India have faced stiff resistance from Taylor and Latham in this ODI series.
There are very few ways to beat India in One Day International cricket these days. The tried and tested success formula include dismissing Rohit Sharma and Virat Kohli early, a mind-blowing partnership from the top of the order (think Jason Roy - Jonny Bairstow in the World Cup or the David Warner - Aaron Finch stand in Mumbai last month) or a brilliant individual performance (Shimron Hetmyer's 139 in Chennai being a standout example).
The other manner was revealed by the exuberant New Zealand pair of Ross Taylor and Tom Latham at Hamilton in the first ODI. The two middle-order Kiwis batsmen put on a spectacular show - a spectacular 138-run partnership at a run-rate of 10 and above - to drown India at Hamilton. After another win at the Eden Park - with Taylor once again shining - Latham and Taylor remain India’s biggest headache from an opposition side in recent times.
Unlike the one-off brilliance that Hetmyer or Finch displayed, Latham and Taylor have been consistently successful against India and as a pair in One Day Internationals. A few stats that stand out in this regard are:
The pace of scoring
What unravelled India at Hamilton was the Latham innings as Virat Kohli subtly put it - “Ross is the experienced batsman they have but Tom’s innings was the one that took away the momentum.”
Kohli's words were true. While Taylor was brilliant, it was Latham with a flurry of sweeps and reverse sweeps that tormented India in the middle overs and took the game away. Latham's 48-ball 69 - a strike rate of 143.75 - took India's breath away and dismantled their plans.
The two maintained a run-rate of 10.48, the second-best for any century in a successful run-chase. It is this rate of scoring that made India's plans awry. With Kuldeep Yadav and Ravindra Jadeja struggling to control the middle overs, Latham's onslaught forced India to return to their strike bowlers earlier.
The Taylor - Latham factor
Latham's move to the middle-order was a brilliant plan from the Mike Hesson era. With a good game against spin, Latham, a specialist Test opener, transformed into a solid middle-order ODI batsman. Importantly, he had Ross Taylor for company. No other pair has amassed more runs than Taylor and Latham for the fourth wicket in ODIs since 2012. The two have 1434 runs in 21 innings at an average of 68.28 with six-century partnerships.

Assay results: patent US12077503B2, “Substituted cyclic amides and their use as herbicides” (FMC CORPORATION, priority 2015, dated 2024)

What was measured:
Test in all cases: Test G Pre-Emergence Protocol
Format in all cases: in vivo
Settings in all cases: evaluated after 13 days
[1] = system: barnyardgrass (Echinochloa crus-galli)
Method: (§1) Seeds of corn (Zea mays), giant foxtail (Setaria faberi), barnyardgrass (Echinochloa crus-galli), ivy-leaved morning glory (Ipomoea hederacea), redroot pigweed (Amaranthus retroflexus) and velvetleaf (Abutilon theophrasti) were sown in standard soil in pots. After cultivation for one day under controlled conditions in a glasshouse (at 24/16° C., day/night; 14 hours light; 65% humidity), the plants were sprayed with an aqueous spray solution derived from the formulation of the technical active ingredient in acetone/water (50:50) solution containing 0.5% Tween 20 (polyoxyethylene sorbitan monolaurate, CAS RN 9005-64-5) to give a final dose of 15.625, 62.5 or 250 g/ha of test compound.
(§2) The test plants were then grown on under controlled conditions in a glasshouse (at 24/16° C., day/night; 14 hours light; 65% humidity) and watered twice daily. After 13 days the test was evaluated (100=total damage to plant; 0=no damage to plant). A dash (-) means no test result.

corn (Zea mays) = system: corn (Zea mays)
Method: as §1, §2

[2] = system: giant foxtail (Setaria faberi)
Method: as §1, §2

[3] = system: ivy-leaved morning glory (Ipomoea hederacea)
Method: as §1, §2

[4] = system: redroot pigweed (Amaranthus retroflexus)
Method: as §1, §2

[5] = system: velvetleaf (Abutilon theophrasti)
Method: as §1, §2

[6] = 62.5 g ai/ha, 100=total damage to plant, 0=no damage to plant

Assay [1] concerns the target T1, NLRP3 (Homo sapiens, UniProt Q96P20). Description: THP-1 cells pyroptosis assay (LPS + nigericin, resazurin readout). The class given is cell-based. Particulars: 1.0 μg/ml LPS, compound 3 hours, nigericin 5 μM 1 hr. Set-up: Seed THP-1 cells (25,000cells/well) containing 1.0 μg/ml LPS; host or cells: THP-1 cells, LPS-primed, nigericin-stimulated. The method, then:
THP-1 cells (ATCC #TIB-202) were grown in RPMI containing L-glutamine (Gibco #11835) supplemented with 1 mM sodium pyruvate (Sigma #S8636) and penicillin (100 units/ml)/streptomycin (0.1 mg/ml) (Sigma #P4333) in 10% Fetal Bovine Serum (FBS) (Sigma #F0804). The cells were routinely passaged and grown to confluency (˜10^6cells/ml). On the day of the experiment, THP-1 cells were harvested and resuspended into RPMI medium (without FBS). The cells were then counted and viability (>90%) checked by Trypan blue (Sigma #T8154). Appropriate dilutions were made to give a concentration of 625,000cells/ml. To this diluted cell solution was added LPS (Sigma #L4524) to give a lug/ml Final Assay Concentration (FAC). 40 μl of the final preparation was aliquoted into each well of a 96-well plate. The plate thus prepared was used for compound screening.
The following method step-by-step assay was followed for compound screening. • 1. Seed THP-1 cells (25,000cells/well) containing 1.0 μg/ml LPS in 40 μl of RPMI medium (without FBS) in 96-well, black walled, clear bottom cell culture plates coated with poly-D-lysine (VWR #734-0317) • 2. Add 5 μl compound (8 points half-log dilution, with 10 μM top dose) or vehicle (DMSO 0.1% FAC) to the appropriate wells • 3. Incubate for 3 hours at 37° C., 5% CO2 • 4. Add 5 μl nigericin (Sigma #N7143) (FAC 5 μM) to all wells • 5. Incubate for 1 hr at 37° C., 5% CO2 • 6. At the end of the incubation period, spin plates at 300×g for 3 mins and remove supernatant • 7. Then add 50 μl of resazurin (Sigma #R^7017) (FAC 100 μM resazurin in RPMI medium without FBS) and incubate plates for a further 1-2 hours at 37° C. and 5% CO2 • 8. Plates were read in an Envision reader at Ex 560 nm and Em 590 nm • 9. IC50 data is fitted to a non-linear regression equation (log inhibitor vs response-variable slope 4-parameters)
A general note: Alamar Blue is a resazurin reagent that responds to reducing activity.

Since 2016, the two are the most successful middle-order pair against India in ODIs. Latham and Taylor have 699 partnership runs in 10 ODIs against India since 2016 at an average of 69.9 with three century partnerships and two half-century stands. They come ahead of another pair that has tormented India in recent times - Shai Hope and Shimron Hetmyer.
Ross Taylor has a stupendous record against India in ODIs. He averages 49.03 in 34 ODIs against India with three hundreds and eight half-centuries. Tom Latham, meanwhile, averages 51.46 against India in ODIs with one hundred and five fifties. Importantly, his strike rate against India in ODIs is the second-best for him after Zimbabwe.
Since 2016, no batsman has recorded more runs against India in the middle-order (positions 4-7) than Taylor. The veteran batsman has 707 runs in this time frame in 16 matches at an average of 54.38 with a hundred and four fifties. Tom Latham comes third in the list of most runs from middle-order players against India since 2016 with 425 runs at 47.22. Angelo Mathews is the only non-Kiwi batsman to have scored higher against India.
Feature image courtesy: AFP / Punit Paranjpe